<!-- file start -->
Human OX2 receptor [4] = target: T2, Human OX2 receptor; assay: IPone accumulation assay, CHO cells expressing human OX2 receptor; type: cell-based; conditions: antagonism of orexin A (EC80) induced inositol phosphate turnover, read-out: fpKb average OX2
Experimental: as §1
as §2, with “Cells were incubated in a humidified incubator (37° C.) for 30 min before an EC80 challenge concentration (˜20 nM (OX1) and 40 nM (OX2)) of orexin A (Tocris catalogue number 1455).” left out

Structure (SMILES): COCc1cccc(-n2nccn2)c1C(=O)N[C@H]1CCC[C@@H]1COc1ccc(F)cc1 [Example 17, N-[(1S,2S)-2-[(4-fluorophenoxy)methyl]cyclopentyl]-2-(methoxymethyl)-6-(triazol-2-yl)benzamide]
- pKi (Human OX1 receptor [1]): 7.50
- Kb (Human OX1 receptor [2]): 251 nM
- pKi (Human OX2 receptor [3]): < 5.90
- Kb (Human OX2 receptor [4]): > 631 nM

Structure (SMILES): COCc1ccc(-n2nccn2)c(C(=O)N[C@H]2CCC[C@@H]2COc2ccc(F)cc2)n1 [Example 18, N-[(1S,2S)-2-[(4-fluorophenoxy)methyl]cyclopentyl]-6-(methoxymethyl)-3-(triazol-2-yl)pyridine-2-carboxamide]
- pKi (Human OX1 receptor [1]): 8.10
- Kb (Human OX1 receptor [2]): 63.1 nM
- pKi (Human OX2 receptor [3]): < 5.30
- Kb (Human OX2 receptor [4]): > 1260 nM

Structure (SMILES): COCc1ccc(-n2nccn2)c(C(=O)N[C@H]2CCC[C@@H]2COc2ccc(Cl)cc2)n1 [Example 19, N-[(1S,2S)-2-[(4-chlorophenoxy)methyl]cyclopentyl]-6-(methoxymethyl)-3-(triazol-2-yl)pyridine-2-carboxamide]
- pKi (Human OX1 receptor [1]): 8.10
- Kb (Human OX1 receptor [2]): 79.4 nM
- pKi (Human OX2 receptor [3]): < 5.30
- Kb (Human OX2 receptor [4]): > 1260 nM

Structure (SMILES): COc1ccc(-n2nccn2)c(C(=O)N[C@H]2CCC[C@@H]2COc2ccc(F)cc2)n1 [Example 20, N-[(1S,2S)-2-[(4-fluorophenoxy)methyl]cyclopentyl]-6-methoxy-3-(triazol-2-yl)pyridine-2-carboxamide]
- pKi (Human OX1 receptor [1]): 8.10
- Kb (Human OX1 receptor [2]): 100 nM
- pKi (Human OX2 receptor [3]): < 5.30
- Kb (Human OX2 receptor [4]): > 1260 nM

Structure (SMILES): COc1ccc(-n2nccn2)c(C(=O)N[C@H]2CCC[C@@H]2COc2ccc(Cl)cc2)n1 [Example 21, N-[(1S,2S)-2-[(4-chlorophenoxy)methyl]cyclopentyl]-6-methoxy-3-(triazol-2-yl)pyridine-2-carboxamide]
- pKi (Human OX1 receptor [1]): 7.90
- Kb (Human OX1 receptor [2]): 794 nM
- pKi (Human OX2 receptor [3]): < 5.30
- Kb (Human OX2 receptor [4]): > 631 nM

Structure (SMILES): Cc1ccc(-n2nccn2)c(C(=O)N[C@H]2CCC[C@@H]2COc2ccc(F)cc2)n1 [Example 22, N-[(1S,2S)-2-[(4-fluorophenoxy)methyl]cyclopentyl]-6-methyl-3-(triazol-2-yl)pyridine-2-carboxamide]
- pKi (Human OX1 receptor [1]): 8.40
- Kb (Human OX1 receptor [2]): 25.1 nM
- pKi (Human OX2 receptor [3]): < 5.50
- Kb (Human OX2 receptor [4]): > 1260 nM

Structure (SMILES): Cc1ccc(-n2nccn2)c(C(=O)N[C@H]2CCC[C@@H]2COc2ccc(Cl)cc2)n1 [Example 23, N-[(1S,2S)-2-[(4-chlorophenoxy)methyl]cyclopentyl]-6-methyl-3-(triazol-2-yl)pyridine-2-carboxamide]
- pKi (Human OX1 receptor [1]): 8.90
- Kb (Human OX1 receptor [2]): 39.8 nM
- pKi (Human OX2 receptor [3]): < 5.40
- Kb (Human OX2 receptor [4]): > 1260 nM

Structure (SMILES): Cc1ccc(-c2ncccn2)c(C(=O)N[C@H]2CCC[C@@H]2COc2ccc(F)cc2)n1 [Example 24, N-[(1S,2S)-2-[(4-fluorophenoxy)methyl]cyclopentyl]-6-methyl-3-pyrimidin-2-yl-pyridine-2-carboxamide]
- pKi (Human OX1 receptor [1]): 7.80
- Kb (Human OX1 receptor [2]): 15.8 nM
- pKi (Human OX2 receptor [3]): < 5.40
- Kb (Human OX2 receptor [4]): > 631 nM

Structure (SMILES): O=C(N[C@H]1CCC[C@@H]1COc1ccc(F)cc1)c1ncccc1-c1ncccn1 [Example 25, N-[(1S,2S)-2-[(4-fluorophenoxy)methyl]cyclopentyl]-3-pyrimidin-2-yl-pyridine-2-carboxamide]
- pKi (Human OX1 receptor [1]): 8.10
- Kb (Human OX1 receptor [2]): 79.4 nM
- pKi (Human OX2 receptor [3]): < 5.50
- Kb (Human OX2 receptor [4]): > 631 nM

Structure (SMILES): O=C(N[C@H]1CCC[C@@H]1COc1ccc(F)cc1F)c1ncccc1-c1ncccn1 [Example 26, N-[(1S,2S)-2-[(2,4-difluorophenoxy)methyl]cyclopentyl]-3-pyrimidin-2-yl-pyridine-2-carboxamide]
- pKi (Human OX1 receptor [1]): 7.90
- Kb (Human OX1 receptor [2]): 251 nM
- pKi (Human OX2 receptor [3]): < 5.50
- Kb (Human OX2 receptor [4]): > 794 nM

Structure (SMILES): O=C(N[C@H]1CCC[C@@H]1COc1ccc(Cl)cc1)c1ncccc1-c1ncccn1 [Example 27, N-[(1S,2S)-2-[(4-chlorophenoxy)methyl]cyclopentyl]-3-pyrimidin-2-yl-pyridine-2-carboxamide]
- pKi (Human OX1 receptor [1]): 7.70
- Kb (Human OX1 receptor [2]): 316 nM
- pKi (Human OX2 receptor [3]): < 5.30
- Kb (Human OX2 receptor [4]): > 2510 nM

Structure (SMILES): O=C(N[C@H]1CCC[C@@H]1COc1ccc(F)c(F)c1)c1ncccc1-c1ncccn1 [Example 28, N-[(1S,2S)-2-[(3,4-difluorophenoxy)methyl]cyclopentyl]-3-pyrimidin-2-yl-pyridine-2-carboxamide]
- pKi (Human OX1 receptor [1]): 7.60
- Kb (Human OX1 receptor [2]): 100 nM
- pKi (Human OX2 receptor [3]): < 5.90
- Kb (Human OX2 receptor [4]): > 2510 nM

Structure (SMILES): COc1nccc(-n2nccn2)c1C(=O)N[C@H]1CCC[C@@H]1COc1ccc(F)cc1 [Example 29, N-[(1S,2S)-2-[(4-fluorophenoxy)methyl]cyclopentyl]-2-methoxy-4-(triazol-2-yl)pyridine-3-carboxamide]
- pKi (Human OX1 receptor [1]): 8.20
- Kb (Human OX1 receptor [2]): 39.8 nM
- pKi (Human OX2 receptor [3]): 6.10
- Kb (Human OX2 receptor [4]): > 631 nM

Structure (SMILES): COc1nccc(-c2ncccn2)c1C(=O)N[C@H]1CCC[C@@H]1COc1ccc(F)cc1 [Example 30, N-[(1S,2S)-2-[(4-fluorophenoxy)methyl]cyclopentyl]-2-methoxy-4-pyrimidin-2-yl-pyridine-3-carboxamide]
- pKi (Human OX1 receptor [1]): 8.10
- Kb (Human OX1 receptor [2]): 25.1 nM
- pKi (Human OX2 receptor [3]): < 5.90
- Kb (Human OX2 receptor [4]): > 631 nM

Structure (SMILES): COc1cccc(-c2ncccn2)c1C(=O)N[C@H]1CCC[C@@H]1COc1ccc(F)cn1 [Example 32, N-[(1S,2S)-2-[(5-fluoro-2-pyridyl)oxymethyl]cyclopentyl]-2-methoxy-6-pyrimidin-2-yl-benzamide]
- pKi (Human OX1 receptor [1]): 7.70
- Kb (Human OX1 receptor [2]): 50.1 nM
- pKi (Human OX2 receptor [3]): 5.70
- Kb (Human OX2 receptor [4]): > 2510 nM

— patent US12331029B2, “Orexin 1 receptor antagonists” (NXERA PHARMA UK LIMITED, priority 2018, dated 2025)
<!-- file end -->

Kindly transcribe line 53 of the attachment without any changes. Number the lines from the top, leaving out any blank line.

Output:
- Kb (Human OX2 receptor [4]): > 794 nM